Loudoun County Parents Sound Off on Virginia’s New Transgender Student Guidance

The policy gives parents authority over children's gender identity issues.
Close Up of Microphone in Conference Room
Photo: jannoon028/Freepik
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(The Center Square) – Some Loudoun County parents are urging the school board to adopt the new transgender guidance issued by the Virginia Department of Education, but others want the board to ignore the state mandate.

At a Loudoun County School Board meeting, parents spoke during the public comment period about the new guidelines. The rules shift the control of transgender questions back to parents and require students and staff to use bathrooms and lockerrooms that reflect their biological sex.

Under the new rules proposed by Gov. Glenn Youngkin’s administration, schools must adopt policies that ensure parents will be notified before children can receive counseling related to gender questions and that parents will have the opportunity to object. It also gives parents the final say over the name and pronouns used to describe a child in school records. Under former Gov. Ralph Northam’s administration, schools did not need to notify parents and were even encouraged to direct students to resources if their parents did not affirm their transgeder identities. The school system’s current policies reflect the old guidelines.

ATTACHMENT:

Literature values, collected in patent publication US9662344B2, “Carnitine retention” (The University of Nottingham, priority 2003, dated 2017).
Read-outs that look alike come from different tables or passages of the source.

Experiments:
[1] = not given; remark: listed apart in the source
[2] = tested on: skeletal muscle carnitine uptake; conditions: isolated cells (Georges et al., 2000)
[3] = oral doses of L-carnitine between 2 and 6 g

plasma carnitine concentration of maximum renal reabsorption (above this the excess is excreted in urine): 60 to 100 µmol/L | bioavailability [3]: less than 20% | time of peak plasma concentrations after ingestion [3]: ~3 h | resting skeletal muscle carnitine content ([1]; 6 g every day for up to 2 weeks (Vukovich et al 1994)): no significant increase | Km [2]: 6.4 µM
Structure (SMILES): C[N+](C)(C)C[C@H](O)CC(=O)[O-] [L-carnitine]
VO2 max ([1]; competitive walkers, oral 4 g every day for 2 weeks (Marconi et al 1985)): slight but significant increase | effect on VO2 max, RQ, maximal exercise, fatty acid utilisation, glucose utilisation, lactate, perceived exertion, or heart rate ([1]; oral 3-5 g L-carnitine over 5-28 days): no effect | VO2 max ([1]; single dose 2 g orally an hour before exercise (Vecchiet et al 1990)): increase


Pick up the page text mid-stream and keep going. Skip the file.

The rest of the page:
“This board thinks you are part of the problem, which means they need to protect your child from you,” Clint Thomas, a father with students in the school system, said during the public comment period. “This has become a cult”

Thomas urged the board to adopt new policies that align with the new guidelines.

Jessica Smith, a mother with students in the school system, said the new guidelines prohibit discrimination and harassment, but require parental consent before schools begin to recognize a child’s gender transition. She said it is very important that parents be informed of these issues.

Abby Platt, another mother, said allowing biological males into female bathrooms and biological females into male bathrooms infringes on the privacy of students. She said she hopes that the school board gives as much attention to the new guidelines as when it aligned its policies with the Northam administration’s guidelines.

“My little boys should have as much privacy as every other child,” Platt said.

Other parents defended the current school board policies and criticized the new statewide standards.

“Kids have the right to be who they are and learn in a safe environment,” Kathey Ellen Davis said. “Parents don’t have the right to force their kid to be someone they’re not.”

Davis said that LGBT students suffer from homophobic language and that she wants her children to attend a school in which everyone has equal human rights and are respected for who they are.

Another mother, Andrea Wisecoff, said the current rules in the school system protects the dignity and respect of students regardless of gender identity or sexuality. She noted that Youngkin did not have a majority of the vote in the county and urged the board to challenge the new guidelines in court.

The new rules received support from Republican lawmakers but faced opposition from Democratic lawmakers.

This story was originally published by The Center Square and used with permission.

Tyler Arnold
Tyler Arnold writes for The Center Square.

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